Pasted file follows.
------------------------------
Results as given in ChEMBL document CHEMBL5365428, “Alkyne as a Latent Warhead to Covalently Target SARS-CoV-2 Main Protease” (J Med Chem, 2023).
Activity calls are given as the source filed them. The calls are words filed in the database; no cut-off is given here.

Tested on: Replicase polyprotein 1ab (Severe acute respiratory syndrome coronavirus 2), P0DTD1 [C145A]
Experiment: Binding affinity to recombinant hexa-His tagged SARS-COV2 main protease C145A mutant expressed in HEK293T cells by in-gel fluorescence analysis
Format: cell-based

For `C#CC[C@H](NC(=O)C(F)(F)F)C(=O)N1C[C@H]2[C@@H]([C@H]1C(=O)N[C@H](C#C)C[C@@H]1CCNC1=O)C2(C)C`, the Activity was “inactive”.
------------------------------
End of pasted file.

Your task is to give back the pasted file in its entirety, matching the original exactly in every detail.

Results as given in ChEMBL document CHEMBL5365428, “Alkyne as a Latent Warhead to Covalently Target SARS-CoV-2 Main Protease” (J Med Chem, 2023).
Activity calls are given as the source filed them. The calls are words filed in the database; no cut-off is given here.

Tested on: Replicase polyprotein 1ab (Severe acute respiratory syndrome coronavirus 2), P0DTD1 [C145A]
Experiment: Binding affinity to recombinant hexa-His tagged SARS-COV2 main protease C145A mutant expressed in HEK293T cells by in-gel fluorescence analysis
Format: cell-based

For `C#CC[C@H](NC(=O)C(F)(F)F)C(=O)N1C[C@H]2[C@@H]([C@H]1C(=O)N[C@H](C#C)C[C@@H]1CCNC1=O)C2(C)C`, the Activity was “inactive”.